# [FOM] Infinitesimal calculus

Louis H Kauffman kauffman at uic.edu
Sun May 24 18:35:07 EDT 2009

Dear Charlie,
I am sure that we can teach calculus with square zero infinitesimals in
any calculus course where some proofs are possible. We should also teach
limits in the practical way that limits are usually handled (without
epsilons and deltas). But consider introducing a new number *
such that *^2 = 0, and extended real numbers R^ in the form a + b* where
(a+b*)(c+d*) = ac + (ad + bc)* (a,b,c ordinary reals) and of course
a+b* = c+d* iff a=c and b=d. It is understood that * > 0 and * < r for all
positive reals r. Then one defines the derivative via
f(a + b*) = f(a) + f'(a)b*
whenever it is clear how to define an extension of a function f(x) over
the reals to R^. This is where the mathematics in the course
will become a discussion! How do you extend a given function? Is it
possible to make a sensible extension. But after all, we are talking about
a first course (or an honors course) not a complete and axiomatic
treatment. Then the mathematics develops naturally:
(x + *)^2 = x^2 + 2x* ----> (x^2)' = 2x.
(fg)(x+*) = f(x+*)g(x+*) = (f(x) + f'(x)*)(g(x) + g(x)*) = f(x)g(x) +
(f'(x)g(x) + f(x)g'(x))* ----> (fg)' = f'g + fg'.
The proofs are so easy that students may actually catch on to the fun
of making proofs.
But what about sin(*) and cos(*)? This takes discussion and examination of
how sin and cos behave for very small numbers. Then a definition has to be
made and once one makes the definition sin(*) = * and cos(*) = 1 it is
easy to see that this has good consequences. The process will also spark
better students to wonder if there is a theory that will encompass such
excursions in definition. One more definition , e^{*} = 1 + *, suffices
for most of elementary calculus. No limits for most of the formulas, and
elegant proofs for all the rules. I think that it can work to add this
to the first course in calculus. As you say, negative numbers were once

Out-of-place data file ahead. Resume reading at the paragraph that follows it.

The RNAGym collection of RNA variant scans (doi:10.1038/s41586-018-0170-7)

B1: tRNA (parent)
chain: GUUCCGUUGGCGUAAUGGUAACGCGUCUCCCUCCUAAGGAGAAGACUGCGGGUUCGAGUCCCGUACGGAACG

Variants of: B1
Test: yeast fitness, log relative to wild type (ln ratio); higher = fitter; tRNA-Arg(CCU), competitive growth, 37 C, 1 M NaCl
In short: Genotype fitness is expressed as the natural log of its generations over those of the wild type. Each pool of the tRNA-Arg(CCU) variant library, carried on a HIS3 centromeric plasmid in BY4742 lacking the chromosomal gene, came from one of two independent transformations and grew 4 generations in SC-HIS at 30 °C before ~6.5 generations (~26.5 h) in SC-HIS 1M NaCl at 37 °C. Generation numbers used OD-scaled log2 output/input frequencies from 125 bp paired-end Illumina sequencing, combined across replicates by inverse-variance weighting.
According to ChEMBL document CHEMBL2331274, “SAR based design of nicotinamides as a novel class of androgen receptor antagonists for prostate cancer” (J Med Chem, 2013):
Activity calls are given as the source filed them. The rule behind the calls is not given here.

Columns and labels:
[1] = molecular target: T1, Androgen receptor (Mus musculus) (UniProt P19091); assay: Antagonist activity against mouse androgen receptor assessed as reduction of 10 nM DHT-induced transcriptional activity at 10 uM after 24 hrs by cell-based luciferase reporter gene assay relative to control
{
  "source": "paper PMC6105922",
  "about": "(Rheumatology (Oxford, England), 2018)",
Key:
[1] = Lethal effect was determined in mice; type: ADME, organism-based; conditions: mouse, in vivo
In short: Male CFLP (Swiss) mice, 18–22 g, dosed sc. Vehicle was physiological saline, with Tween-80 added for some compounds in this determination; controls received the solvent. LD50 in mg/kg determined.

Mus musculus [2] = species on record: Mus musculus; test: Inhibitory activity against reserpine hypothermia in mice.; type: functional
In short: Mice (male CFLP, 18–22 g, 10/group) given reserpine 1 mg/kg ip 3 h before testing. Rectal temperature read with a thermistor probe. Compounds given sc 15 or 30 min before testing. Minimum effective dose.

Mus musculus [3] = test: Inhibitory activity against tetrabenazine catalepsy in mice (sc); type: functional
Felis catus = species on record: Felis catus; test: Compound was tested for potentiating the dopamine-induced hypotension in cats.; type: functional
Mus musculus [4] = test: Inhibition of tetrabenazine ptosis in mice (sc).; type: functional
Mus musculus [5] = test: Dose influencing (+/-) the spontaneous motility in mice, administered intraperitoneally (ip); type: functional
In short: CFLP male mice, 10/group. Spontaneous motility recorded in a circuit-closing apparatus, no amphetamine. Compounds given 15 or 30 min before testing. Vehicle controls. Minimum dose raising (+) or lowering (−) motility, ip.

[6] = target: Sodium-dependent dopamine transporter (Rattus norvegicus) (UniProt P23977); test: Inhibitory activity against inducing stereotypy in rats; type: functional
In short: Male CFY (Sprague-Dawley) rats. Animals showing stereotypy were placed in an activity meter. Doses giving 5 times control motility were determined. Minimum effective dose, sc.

regarded as strange.

I have to admit that I only tried this seriously in an honors calculus
course, and there it went just fine. In fact, I motivated differential
forms by saying that all squares of infinitesimals should vanish. Hence
(dx + dy)^2 = 0, hence
dx dy + dy dx = 0.
Hence dx dy = - dy dx, and off we went to Stokes Theorem and all the rest.

Best,
Lou Kauffman

On Sat, 23 May 2009, Charles Silver wrote:

> 	I think the most important reason infinitesimals aren't used in
> calculus books is simply that epsilon-delta was given formal
> justification over a hundred years ago, so we stick to it.   Well,
> sort of.   Since the e-d proofs are too hard for most beginning
> calculus students, they've been dropped from almost all the texts (at
> least in the US).
> 	As far as I know, every proof using e-d is easier using
> infinitesimals.   So, if you want proofs back in intro. calculus
> texts, infinitesimals are the way to go.  But, apparently historical
> momentum trumps sensible thinking.
> 	Whoever said there are lots of infinitesimal calculus books around is
> wrong.   I know of Martin Davis's very fine book, Keisler's carefully
> developed book online, and a nice, simple one you could read (and
> understand) in an hour or so by Jim Henle.  These books are
> essentially all dead: Keisler's not in print, Martin's in Dover, and
> so is Henle's.  (I'm sure I must be missing a couple others.)
> 	The only downside I can see is that infinitesimals are not ordinary
> numbers, but neither were negative numbers once upon a time.
>
> Charlie Silver
>
>
>
> On May 21, 2009, at 5:54 PM, Monroe Eskew wrote:
> > 2) Aren't the epsilon-delta notions of limits practical?  I know that
> > in experimental science, one wants to approximate and compute all the
> > time, and it is also of interest to do so within a margin of error.
> > This means a FINITE margin of error, since infinitesimal error is not
> > available in the real world.
> >
> > Best,
> > Monroe
>
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